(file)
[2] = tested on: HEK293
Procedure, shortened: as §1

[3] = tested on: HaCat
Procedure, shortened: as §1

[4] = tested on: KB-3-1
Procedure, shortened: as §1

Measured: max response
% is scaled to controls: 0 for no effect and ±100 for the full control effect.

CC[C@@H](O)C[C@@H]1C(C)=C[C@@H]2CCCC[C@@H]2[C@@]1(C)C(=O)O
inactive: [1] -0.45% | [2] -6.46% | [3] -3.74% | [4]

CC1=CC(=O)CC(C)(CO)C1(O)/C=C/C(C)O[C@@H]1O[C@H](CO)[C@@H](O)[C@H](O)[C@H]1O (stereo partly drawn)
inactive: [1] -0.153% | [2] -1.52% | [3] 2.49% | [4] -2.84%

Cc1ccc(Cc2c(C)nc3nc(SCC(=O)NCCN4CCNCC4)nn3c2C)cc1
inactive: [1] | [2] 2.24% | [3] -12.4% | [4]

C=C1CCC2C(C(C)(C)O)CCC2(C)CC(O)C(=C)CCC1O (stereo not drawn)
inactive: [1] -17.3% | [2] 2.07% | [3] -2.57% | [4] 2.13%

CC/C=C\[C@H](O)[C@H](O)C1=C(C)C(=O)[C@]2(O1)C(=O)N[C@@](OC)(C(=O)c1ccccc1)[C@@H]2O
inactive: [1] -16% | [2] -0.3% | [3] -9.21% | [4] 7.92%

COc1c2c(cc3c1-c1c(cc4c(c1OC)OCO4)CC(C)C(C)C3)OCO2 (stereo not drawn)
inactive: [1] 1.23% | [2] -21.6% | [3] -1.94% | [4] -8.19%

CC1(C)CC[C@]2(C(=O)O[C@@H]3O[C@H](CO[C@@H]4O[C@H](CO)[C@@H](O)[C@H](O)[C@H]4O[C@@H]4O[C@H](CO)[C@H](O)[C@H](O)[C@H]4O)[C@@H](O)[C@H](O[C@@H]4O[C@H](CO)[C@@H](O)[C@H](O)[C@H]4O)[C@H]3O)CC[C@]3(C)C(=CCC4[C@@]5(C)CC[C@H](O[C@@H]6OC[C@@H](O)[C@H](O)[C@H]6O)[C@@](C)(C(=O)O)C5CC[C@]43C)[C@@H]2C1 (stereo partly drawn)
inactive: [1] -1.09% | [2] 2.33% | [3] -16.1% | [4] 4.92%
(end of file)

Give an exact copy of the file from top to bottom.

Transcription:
[2] = tested on: HEK293
Procedure, shortened: as §1

[3] = tested on: HaCat
Procedure, shortened: as §1

[4] = tested on: KB-3-1
Procedure, shortened: as §1

Measured: max response
% is scaled to controls: 0 for no effect and ±100 for the full control effect.

CC[C@@H](O)C[C@@H]1C(C)=C[C@@H]2CCCC[C@@H]2[C@@]1(C)C(=O)O
inactive: [1] -0.45% | [2] -6.46% | [3] -3.74% | [4]

CC1=CC(=O)CC(C)(CO)C1(O)/C=C/C(C)O[C@@H]1O[C@H](CO)[C@@H](O)[C@H](O)[C@H]1O (stereo partly drawn)
inactive: [1] -0.153% | [2] -1.52% | [3] 2.49% | [4] -2.84%

Cc1ccc(Cc2c(C)nc3nc(SCC(=O)NCCN4CCNCC4)nn3c2C)cc1
inactive: [1] | [2] 2.24% | [3] -12.4% | [4]

C=C1CCC2C(C(C)(C)O)CCC2(C)CC(O)C(=C)CCC1O (stereo not drawn)
inactive: [1] -17.3% | [2] 2.07% | [3] -2.57% | [4] 2.13%

CC/C=C\[C@H](O)[C@H](O)C1=C(C)C(=O)[C@]2(O1)C(=O)N[C@@](OC)(C(=O)c1ccccc1)[C@@H]2O
inactive: [1] -16% | [2] -0.3% | [3] -9.21% | [4] 7.92%

COc1c2c(cc3c1-c1c(cc4c(c1OC)OCO4)CC(C)C(C)C3)OCO2 (stereo not drawn)
inactive: [1] 1.23% | [2] -21.6% | [3] -1.94% | [4] -8.19%

CC1(C)CC[C@]2(C(=O)O[C@@H]3O[C@H](CO[C@@H]4O[C@H](CO)[C@@H](O)[C@H](O)[C@H]4O[C@@H]4O[C@H](CO)[C@H](O)[C@H](O)[C@H]4O)[C@@H](O)[C@H](O[C@@H]4O[C@H](CO)[C@@H](O)[C@H](O)[C@H]4O)[C@H]3O)CC[C@]3(C)C(=CCC4[C@@]5(C)CC[C@H](O[C@@H]6OC[C@@H](O)[C@H](O)[C@H]6O)[C@@](C)(C(=O)O)C5CC[C@]43C)[C@@H]2C1 (stereo partly drawn)
inactive: [1] -1.09% | [2] 2.33% | [3] -16.1% | [4] 4.92%